Sunday, May 9, 2010

Len Kleinrock, Gordon Moore, and Michael Rabin Receiving Dan David Award

Three great pioneers of the information age are being honored today, receiving the international Dan David Prize, endowed by the Dan David Foundation and headquartered at Tel Aviv University. The prize includes a $1 million award, which these three honourees will share.

"I am humbled and tremendously thankful to be receiving this great honor," said Kleinrock of the prestigious award, which annually recognizes individuals whose achievements have had an outstanding scientific, technological, cultural or social impact on the world. Previous winners have included Tony Blair, Yo-Yo Ma, Zubin Mehta, Al Gore and Tom Stoppard.

The Dan David Prize recognizes and encourages innovative and interdisciplinary research that cuts across traditional boundaries and paradigms. It aims to foster universal values of excellence, creativity, justice, democracy and progress and to promote the scientific, technological and humanistic achievements that advance and improve our world.

"To be able to also donate a portion of my Dan David Prize to worthy doctoral students pursuing research in my field of networking is a delight. The field of networks is continually expanding, and the opportunities to make an important contribution to the field are manifold. I look forward to being able to provide guidance in these students' research," said Kleinrock, who plans to recommend a recipient and will consider students from UCLA.

I know Len is attending the award ceremony, he sent me a note from there this morning. Len is sometimes called “the father of the internet” (though not by himself). Click here to read his bio on the Dan David site.

Gordon E. Moore’s prediction in 1965, widely known as "Moore's Law", stated that the number of transistors on a chip will double about every two years. Moore's Law has become the guiding principle for the semiconductor industry to deliver ever-more-powerful chips while decreasing the cost of electronics. I have read that there are two billion transistors on Intel’s latest Itanium Chip, but I didn’t actually count them myself; Moore bio here.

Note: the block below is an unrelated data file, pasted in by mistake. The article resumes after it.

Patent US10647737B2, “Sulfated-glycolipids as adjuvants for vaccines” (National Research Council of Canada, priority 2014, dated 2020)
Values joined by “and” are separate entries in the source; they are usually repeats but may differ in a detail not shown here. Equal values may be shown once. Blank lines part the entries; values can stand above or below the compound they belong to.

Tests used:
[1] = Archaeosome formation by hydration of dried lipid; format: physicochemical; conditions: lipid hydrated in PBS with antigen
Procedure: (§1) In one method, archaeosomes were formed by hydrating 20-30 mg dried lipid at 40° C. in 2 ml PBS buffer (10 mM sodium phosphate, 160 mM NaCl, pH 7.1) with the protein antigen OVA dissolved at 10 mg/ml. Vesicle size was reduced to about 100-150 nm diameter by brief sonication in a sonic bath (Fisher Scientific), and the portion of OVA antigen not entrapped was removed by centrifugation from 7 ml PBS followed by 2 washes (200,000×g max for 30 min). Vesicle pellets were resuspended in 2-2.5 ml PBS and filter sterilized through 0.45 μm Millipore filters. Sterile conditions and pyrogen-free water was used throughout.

Michael Rabin has distinguished himself with his groundbreaking work on ways to improve privacy and create unbreakable ways to encrypt data, bio here.

This year’s honourees in other fields are:

Giorgio Napolitano, President of the Republic of Italy, known for his dedication to the cause of Parliamentary democracy and his contribution to the rapprochement between the Italian Left and European Socialism.

Margaret Atwood, a prolific Canadian writer who has produced more than forty volumes of poetry, fiction, children's books, political essays, and cultural criticism. Her work enabled, for the first time, the emergence of a defined Canadian identity.

Amitav Ghosh, is an lndian-Bengali novelist whose work offers a panoramic treatment of twentieth-century history from a postcolonial perspective.

The awards ceremony is taking place about the time I post this blog. Congratulations to all of these awardees and may the wind be always at their back.

Addendum: You can view a video of the actual awards ceremony here; it is quite an elegant show and clearly a moving experience for the honorees.  If you are only interested in the technology awards , fast forward to about 1:21 where Len tells you how the variable capacitor in his crystal radio lured him into a lifetime of invention.

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